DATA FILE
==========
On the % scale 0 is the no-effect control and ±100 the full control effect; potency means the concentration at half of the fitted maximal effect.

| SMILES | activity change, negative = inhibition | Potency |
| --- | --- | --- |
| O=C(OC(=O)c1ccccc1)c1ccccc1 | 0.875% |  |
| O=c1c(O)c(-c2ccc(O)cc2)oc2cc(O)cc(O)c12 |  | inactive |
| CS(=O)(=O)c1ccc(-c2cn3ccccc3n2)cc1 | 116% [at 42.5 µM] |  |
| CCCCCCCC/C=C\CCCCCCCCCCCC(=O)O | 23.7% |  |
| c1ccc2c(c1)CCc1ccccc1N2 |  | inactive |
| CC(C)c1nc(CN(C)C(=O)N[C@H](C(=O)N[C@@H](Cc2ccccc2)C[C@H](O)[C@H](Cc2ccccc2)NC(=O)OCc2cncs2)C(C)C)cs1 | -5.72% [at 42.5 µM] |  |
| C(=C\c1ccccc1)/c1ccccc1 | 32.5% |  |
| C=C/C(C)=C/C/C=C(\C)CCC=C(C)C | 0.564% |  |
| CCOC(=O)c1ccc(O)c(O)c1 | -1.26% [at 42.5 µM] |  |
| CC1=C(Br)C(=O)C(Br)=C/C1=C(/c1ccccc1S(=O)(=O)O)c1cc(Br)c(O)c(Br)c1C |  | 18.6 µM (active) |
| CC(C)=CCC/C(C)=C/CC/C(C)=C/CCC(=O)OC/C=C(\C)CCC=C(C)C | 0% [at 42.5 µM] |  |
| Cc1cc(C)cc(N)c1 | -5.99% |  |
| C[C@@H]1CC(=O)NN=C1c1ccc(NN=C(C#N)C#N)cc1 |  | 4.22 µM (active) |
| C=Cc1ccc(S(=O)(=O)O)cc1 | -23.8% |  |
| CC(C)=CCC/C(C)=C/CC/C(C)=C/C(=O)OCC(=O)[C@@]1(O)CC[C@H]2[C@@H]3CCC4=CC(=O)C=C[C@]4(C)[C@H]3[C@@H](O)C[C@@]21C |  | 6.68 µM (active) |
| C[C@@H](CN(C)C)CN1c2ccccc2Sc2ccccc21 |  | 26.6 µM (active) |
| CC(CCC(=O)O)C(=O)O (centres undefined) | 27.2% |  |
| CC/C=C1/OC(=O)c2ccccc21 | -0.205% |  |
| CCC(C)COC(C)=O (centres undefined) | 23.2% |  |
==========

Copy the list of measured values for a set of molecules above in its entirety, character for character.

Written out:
On the % scale 0 is the no-effect control and ±100 the full control effect; potency means the concentration at half of the fitted maximal effect.

| SMILES | activity change, negative = inhibition | Potency |
| --- | --- | --- |
| O=C(OC(=O)c1ccccc1)c1ccccc1 | 0.875% |  |
| O=c1c(O)c(-c2ccc(O)cc2)oc2cc(O)cc(O)c12 |  | inactive |
| CS(=O)(=O)c1ccc(-c2cn3ccccc3n2)cc1 | 116% [at 42.5 µM] |  |
| CCCCCCCC/C=C\CCCCCCCCCCCC(=O)O | 23.7% |  |
| c1ccc2c(c1)CCc1ccccc1N2 |  | inactive |
| CC(C)c1nc(CN(C)C(=O)N[C@H](C(=O)N[C@@H](Cc2ccccc2)C[C@H](O)[C@H](Cc2ccccc2)NC(=O)OCc2cncs2)C(C)C)cs1 | -5.72% [at 42.5 µM] |  |
| C(=C\c1ccccc1)/c1ccccc1 | 32.5% |  |
| C=C/C(C)=C/C/C=C(\C)CCC=C(C)C | 0.564% |  |
| CCOC(=O)c1ccc(O)c(O)c1 | -1.26% [at 42.5 µM] |  |
| CC1=C(Br)C(=O)C(Br)=C/C1=C(/c1ccccc1S(=O)(=O)O)c1cc(Br)c(O)c(Br)c1C |  | 18.6 µM (active) |
| CC(C)=CCC/C(C)=C/CC/C(C)=C/CCC(=O)OC/C=C(\C)CCC=C(C)C | 0% [at 42.5 µM] |  |
| Cc1cc(C)cc(N)c1 | -5.99% |  |
| C[C@@H]1CC(=O)NN=C1c1ccc(NN=C(C#N)C#N)cc1 |  | 4.22 µM (active) |
| C=Cc1ccc(S(=O)(=O)O)cc1 | -23.8% |  |
| CC(C)=CCC/C(C)=C/CC/C(C)=C/C(=O)OCC(=O)[C@@]1(O)CC[C@H]2[C@@H]3CCC4=CC(=O)C=C[C@]4(C)[C@H]3[C@@H](O)C[C@@]21C |  | 6.68 µM (active) |
| C[C@@H](CN(C)C)CN1c2ccccc2Sc2ccccc21 |  | 26.6 µM (active) |
| CC(CCC(=O)O)C(=O)O (centres undefined) | 27.2% |  |
| CC/C=C1/OC(=O)c2ccccc21 | -0.205% |  |
| CCC(C)COC(C)=O (centres undefined) | 23.2% |  |